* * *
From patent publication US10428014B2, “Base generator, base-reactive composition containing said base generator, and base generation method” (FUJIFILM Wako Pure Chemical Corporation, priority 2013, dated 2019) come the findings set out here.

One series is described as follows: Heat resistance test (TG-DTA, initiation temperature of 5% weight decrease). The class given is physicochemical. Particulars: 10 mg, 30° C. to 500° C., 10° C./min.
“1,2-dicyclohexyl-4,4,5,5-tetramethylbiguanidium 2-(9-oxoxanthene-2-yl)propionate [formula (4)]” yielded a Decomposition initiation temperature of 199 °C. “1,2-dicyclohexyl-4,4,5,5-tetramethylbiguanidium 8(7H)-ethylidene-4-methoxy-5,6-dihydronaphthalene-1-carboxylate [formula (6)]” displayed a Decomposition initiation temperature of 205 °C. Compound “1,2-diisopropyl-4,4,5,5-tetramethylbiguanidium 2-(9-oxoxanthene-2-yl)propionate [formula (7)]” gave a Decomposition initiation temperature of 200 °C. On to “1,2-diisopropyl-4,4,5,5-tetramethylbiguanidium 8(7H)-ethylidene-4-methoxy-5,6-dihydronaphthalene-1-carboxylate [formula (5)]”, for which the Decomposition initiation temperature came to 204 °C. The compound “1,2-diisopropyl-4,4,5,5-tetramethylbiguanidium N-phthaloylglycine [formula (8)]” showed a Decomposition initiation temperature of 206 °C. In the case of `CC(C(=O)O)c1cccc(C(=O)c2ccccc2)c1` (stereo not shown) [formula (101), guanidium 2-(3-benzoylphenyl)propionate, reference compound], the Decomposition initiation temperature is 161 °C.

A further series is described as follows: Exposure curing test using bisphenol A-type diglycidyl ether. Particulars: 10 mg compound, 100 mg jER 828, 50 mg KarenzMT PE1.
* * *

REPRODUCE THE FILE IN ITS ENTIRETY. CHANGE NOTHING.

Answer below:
From patent publication US10428014B2, “Base generator, base-reactive composition containing said base generator, and base generation method” (FUJIFILM Wako Pure Chemical Corporation, priority 2013, dated 2019) come the findings set out here.

One series is described as follows: Heat resistance test (TG-DTA, initiation temperature of 5% weight decrease). The class given is physicochemical. Particulars: 10 mg, 30° C. to 500° C., 10° C./min.
“1,2-dicyclohexyl-4,4,5,5-tetramethylbiguanidium 2-(9-oxoxanthene-2-yl)propionate [formula (4)]” yielded a Decomposition initiation temperature of 199 °C. “1,2-dicyclohexyl-4,4,5,5-tetramethylbiguanidium 8(7H)-ethylidene-4-methoxy-5,6-dihydronaphthalene-1-carboxylate [formula (6)]” displayed a Decomposition initiation temperature of 205 °C. Compound “1,2-diisopropyl-4,4,5,5-tetramethylbiguanidium 2-(9-oxoxanthene-2-yl)propionate [formula (7)]” gave a Decomposition initiation temperature of 200 °C. On to “1,2-diisopropyl-4,4,5,5-tetramethylbiguanidium 8(7H)-ethylidene-4-methoxy-5,6-dihydronaphthalene-1-carboxylate [formula (5)]”, for which the Decomposition initiation temperature came to 204 °C. The compound “1,2-diisopropyl-4,4,5,5-tetramethylbiguanidium N-phthaloylglycine [formula (8)]” showed a Decomposition initiation temperature of 206 °C. In the case of `CC(C(=O)O)c1cccc(C(=O)c2ccccc2)c1` (stereo not shown) [formula (101), guanidium 2-(3-benzoylphenyl)propionate, reference compound], the Decomposition initiation temperature is 161 °C.

A further series is described as follows: Exposure curing test using bisphenol A-type diglycidyl ether. Particulars: 10 mg compound, 100 mg jER 828, 50 mg KarenzMT PE1.